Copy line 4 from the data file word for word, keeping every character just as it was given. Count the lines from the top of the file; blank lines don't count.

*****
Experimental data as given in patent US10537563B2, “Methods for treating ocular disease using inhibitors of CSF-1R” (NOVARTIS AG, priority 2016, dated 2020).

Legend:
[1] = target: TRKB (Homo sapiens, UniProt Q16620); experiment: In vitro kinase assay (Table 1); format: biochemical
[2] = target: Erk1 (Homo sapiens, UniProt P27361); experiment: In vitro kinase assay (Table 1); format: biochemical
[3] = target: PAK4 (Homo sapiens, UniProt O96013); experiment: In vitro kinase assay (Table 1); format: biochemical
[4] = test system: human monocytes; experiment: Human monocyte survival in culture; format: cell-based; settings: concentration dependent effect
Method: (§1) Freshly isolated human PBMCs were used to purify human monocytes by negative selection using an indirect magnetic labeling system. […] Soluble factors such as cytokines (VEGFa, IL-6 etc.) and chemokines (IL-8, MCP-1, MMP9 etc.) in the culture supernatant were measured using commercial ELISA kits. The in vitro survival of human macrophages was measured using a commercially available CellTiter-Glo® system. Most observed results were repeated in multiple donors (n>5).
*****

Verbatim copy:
[2] = target: Erk1 (Homo sapiens, UniProt P27361); experiment: In vitro kinase assay (Table 1); format: biochemical